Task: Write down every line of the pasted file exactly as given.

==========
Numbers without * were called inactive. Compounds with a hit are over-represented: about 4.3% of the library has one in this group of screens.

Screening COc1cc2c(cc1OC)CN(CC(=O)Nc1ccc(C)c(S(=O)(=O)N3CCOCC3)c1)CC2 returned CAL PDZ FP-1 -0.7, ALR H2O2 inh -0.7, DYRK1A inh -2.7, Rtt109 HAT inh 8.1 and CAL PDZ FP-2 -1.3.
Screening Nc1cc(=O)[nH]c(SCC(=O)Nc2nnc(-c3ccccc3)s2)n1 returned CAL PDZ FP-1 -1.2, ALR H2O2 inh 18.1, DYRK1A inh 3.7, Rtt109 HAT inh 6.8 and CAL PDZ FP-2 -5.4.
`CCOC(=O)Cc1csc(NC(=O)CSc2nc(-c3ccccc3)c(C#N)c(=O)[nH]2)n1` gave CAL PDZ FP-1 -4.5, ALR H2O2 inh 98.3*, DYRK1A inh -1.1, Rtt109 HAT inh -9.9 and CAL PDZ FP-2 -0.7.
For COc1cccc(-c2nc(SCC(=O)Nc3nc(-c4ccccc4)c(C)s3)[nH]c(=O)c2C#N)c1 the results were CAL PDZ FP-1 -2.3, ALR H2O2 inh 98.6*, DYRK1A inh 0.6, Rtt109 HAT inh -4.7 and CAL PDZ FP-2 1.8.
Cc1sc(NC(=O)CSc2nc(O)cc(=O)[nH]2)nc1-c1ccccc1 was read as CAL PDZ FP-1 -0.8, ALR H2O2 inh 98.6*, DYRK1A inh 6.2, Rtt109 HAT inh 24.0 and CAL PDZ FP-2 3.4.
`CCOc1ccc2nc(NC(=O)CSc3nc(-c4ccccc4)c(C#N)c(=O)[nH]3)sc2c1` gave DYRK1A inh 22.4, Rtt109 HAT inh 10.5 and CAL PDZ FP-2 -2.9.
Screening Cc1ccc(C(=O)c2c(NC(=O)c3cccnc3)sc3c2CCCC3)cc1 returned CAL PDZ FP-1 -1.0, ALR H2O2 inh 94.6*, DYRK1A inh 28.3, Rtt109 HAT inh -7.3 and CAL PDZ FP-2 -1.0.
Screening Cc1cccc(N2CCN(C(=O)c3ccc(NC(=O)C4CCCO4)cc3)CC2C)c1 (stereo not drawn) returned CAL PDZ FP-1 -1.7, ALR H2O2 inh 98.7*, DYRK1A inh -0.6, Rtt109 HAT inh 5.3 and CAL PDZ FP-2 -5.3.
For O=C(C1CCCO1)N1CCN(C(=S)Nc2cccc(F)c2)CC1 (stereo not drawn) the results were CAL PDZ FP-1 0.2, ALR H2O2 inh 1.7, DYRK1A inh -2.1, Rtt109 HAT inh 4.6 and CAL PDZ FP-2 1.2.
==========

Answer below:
Numbers without * were called inactive. Compounds with a hit are over-represented: about 4.3% of the library has one in this group of screens.

Screening COc1cc2c(cc1OC)CN(CC(=O)Nc1ccc(C)c(S(=O)(=O)N3CCOCC3)c1)CC2 returned CAL PDZ FP-1 -0.7, ALR H2O2 inh -0.7, DYRK1A inh -2.7, Rtt109 HAT inh 8.1 and CAL PDZ FP-2 -1.3.
Screening Nc1cc(=O)[nH]c(SCC(=O)Nc2nnc(-c3ccccc3)s2)n1 returned CAL PDZ FP-1 -1.2, ALR H2O2 inh 18.1, DYRK1A inh 3.7, Rtt109 HAT inh 6.8 and CAL PDZ FP-2 -5.4.
`CCOC(=O)Cc1csc(NC(=O)CSc2nc(-c3ccccc3)c(C#N)c(=O)[nH]2)n1` gave CAL PDZ FP-1 -4.5, ALR H2O2 inh 98.3*, DYRK1A inh -1.1, Rtt109 HAT inh -9.9 and CAL PDZ FP-2 -0.7.
For COc1cccc(-c2nc(SCC(=O)Nc3nc(-c4ccccc4)c(C)s3)[nH]c(=O)c2C#N)c1 the results were CAL PDZ FP-1 -2.3, ALR H2O2 inh 98.6*, DYRK1A inh 0.6, Rtt109 HAT inh -4.7 and CAL PDZ FP-2 1.8.
Cc1sc(NC(=O)CSc2nc(O)cc(=O)[nH]2)nc1-c1ccccc1 was read as CAL PDZ FP-1 -0.8, ALR H2O2 inh 98.6*, DYRK1A inh 6.2, Rtt109 HAT inh 24.0 and CAL PDZ FP-2 3.4.
`CCOc1ccc2nc(NC(=O)CSc3nc(-c4ccccc4)c(C#N)c(=O)[nH]3)sc2c1` gave DYRK1A inh 22.4, Rtt109 HAT inh 10.5 and CAL PDZ FP-2 -2.9.
Screening Cc1ccc(C(=O)c2c(NC(=O)c3cccnc3)sc3c2CCCC3)cc1 returned CAL PDZ FP-1 -1.0, ALR H2O2 inh 94.6*, DYRK1A inh 28.3, Rtt109 HAT inh -7.3 and CAL PDZ FP-2 -1.0.
Screening Cc1cccc(N2CCN(C(=O)c3ccc(NC(=O)C4CCCO4)cc3)CC2C)c1 (stereo not drawn) returned CAL PDZ FP-1 -1.7, ALR H2O2 inh 98.7*, DYRK1A inh -0.6, Rtt109 HAT inh 5.3 and CAL PDZ FP-2 -5.3.
For O=C(C1CCCO1)N1CCN(C(=S)Nc2cccc(F)c2)CC1 (stereo not drawn) the results were CAL PDZ FP-1 0.2, ALR H2O2 inh 1.7, DYRK1A inh -2.1, Rtt109 HAT inh 4.6 and CAL PDZ FP-2 1.2.